Cinemax has released an official trailer for its new crime series inspired by Bruce Lee called
“Warrior” follows a martial arts prodigy from China who moves to San Francisco’s Chinatown in the 1870s and finds himself entangled in the violent Tong Wars.
The series stars Andrew Koji, Jason Tobin, Olivia Cheng, Kieran Bew, Dianne Doan and Dean Jagger.
In a recent interview with Entertainment Weekly, director and executive producer Justin Lin shared that the search for an Asian lead and other Asian actors to complete the series was a challenging task.
“Casting directors, when they read ‘Asian American,’ kind of go to the same pool. It was important to us to find a casting director that would really be open to us going around the world [for the search]. It took a while … I think there wasn’t any rocks left unturned, and I think that’s the right way [to do it].”
Speaking to Collider, Lin revealed that Koji was cast so late that they were “a tweaked ankle away from shutting down” in the pilot episode.
“Andrew Koji came in really late. It was hard because we wanted somebody that has soul and is a great actor, but who can also do his own action. He actually came in so late that, during the pilot, we had no stunt double. We were a tweaked ankle away from shutting down. And he’s not easy to double. He’s six-feet-and-two-inches and has a very unique physique. So, we felt it was important to make sure that process was not taken for granted.”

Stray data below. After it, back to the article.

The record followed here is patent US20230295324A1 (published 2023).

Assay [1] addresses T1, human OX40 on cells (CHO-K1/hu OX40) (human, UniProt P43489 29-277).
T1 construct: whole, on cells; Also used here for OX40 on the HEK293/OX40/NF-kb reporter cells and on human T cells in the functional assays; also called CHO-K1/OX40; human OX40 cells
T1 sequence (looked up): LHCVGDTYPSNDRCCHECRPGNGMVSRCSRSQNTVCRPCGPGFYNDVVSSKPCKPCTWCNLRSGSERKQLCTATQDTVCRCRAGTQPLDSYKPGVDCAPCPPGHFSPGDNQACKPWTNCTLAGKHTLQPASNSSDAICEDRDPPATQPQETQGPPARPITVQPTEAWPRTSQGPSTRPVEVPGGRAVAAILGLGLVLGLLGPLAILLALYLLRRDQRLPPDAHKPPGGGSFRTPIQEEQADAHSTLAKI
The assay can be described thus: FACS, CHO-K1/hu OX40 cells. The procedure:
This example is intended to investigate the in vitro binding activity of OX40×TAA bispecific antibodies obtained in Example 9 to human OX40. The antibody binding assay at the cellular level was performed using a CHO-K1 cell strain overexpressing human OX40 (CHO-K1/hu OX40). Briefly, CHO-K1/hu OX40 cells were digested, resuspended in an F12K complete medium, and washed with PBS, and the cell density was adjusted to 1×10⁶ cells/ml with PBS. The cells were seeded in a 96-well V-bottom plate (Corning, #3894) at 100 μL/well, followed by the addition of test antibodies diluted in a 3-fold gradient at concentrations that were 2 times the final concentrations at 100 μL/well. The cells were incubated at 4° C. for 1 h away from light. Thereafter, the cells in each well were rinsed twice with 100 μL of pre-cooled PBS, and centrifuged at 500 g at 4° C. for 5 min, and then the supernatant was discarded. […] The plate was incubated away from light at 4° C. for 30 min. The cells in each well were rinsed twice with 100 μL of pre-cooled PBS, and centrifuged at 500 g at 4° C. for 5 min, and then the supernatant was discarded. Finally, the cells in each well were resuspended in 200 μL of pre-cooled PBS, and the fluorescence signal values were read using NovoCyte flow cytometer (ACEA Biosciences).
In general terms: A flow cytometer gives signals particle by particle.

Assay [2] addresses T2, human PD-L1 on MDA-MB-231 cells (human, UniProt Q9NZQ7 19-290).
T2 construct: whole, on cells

Koji, whose credits include “The Innocents” (New Pictures/Netflix), was cast after impressing the production team with his acting.
“When we saw Andrew’s tape, he was just starting off and had only done a couple of things, and it turned out that he was Sung Kang’s stunt double on ‘Fast & Furious 6.’ He had just started acting, and he came in and blew us away,” Lin told Collider.
The drama is based on Bruce Lee’s pitch for a series called “The Warrior” in 1971, which studios apparently dismissed at the time.
In “Warrior,” Lin teamed up with Lee’s daughter, Shannon, who “brought eight pages of the original notes from Bruce.”
While changes have been made to make the series resonate with modern audiences, the production retains Lee’s original characters and themes.
“There were a lot of changes in pacing, in how we were going to explore certain issues. [We were] trying to honor the essence of what he was doing, but at the same time, cinema and TV and storytelling have really evolved,” Lin told EW.
Aside from the new trailer, Cinemax also released a docu-series that details how Lee’s writings ultimately became “Warrior.”
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